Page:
Directed by Christian Ditter (Love, Rosie), How to Be Single juggles multiple plot threads, but the bulk of the movie’s focus in on Alice and her storyline. Dakota Johnson is now best known for playing a very different type of inexperienced young adult in the Fifty Shades of Grey franchise, but How to Be Single allows her a good opportunity to further demonstrate her skills as both an engaging comedy performer and empathic lead alike (see also her work on the short-lived Ben and Kate). While the film adheres to the rom-com formula approach of giving its protagonist a more vanilla personality in comparison to the more colorful supporting characters around them, Johnson brings humanity and charm to her role here as Alice, helping to make her personal arc in the film all the more satisfying and meaningful. No doubt, having Ben and Kate creator Dana Fox co-write the screenplay here helped to make the role of Alice all the better a fit for Johnson as a performer.
From a directorial perspective, Ditter and his production team on How to Be Single succeed in creating a vision of life in New York City that’s polished, yet not so much that it feels completely separated from reality. Ditter and his trusted cinematographer, Christian Rein, likewise utilize certain visual techniques (such as handheld camerawork and glossy lighting) that better help the film come to life – and feel like more than a glorified comedy TV show, in terms of how it’s shot and constructed. NYC is ultimately a setting more than a character in How to Be Single, but the movie nevertheless succeeds in capturing the tempo and energy of the city, as well as the lives of the people who reside there.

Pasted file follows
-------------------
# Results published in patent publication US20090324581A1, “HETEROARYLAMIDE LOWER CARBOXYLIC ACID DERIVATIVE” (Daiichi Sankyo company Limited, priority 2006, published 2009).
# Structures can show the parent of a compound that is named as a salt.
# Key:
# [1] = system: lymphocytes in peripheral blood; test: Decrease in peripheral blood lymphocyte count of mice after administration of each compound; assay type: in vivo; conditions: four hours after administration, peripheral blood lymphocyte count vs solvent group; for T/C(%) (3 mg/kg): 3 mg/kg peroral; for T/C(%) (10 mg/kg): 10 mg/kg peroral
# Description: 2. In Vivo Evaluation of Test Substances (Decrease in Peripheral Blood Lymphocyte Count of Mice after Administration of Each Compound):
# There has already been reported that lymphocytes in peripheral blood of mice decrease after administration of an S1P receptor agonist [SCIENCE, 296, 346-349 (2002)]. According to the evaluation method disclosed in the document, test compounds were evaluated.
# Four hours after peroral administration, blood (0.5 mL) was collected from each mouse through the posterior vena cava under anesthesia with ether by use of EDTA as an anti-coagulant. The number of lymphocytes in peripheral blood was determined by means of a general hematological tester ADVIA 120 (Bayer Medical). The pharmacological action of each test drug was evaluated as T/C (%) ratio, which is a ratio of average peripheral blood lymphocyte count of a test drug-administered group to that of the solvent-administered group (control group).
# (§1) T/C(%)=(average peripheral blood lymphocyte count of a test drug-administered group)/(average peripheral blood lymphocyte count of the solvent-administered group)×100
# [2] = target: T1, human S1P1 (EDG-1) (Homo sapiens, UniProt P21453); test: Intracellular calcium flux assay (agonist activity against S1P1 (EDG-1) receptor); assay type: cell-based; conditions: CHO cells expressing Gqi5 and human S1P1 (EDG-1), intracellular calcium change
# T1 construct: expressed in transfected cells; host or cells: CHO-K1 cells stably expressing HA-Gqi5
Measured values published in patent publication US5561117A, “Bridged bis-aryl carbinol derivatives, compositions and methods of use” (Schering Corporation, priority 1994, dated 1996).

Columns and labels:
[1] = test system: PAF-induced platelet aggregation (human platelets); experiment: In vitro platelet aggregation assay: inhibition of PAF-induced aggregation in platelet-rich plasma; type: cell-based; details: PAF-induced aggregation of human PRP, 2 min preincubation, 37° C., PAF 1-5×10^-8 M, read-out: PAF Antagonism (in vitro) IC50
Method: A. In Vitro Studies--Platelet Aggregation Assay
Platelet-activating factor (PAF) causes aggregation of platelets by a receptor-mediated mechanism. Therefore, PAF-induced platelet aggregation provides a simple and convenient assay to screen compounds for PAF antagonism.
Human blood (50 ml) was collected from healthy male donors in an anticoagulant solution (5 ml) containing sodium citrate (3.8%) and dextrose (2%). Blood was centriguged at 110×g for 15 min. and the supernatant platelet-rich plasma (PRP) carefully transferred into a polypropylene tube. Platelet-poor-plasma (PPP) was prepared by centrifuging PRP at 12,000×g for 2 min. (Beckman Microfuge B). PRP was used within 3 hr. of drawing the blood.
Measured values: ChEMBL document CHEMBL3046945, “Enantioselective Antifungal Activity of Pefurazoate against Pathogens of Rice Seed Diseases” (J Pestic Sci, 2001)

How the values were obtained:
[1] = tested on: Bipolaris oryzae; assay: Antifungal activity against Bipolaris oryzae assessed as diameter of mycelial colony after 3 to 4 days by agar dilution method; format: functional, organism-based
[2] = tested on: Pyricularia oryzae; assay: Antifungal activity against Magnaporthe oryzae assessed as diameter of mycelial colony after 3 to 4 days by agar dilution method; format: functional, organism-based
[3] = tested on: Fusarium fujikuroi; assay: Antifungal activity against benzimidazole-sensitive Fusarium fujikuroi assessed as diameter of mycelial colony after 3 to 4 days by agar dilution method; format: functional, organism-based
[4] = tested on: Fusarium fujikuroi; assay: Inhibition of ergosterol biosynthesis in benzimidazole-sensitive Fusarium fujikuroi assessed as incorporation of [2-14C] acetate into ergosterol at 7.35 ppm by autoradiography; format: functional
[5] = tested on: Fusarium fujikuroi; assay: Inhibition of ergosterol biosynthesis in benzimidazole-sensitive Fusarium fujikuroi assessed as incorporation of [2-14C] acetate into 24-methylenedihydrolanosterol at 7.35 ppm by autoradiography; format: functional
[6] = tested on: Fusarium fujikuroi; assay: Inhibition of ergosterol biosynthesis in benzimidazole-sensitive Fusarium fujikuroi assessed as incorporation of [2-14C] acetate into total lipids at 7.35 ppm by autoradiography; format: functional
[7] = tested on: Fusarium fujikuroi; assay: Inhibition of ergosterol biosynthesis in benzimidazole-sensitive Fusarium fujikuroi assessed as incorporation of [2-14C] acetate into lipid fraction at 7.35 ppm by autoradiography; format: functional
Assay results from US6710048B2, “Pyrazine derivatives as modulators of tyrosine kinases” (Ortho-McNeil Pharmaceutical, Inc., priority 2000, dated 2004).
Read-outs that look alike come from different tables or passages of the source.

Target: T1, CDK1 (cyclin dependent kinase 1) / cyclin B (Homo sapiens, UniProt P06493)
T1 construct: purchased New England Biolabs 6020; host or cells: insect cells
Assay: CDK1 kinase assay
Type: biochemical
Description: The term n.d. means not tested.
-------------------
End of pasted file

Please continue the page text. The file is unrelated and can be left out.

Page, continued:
Similarly, How to Be Single moves along at a enjoyably brisk pace, ultimately covering a fair amount of narrative ground over the course of less than two hours. Thanks to the editing by Tia Nolan (who’s also a Ben and Kate alum), the film jumps back and forth between different plot threads in an effective manner – though admittedly, not one that usually brings out deeper thematic substance by juxtaposing the various storylines together, other than the meaning that’s apparent on the surface – and keeps the conversations between characters flowing along to a quick, though generally natural, rhythm. Between its editing and the adapted script work – co-credited to the writing duo Abby Kohn and Marc Silverstein (He’s Just Not That Into You) in addition to Fox – How to Be Single proves able to include the essential elements of each individual plot thread… though some threads are better developed and fleshed out in comparison to others.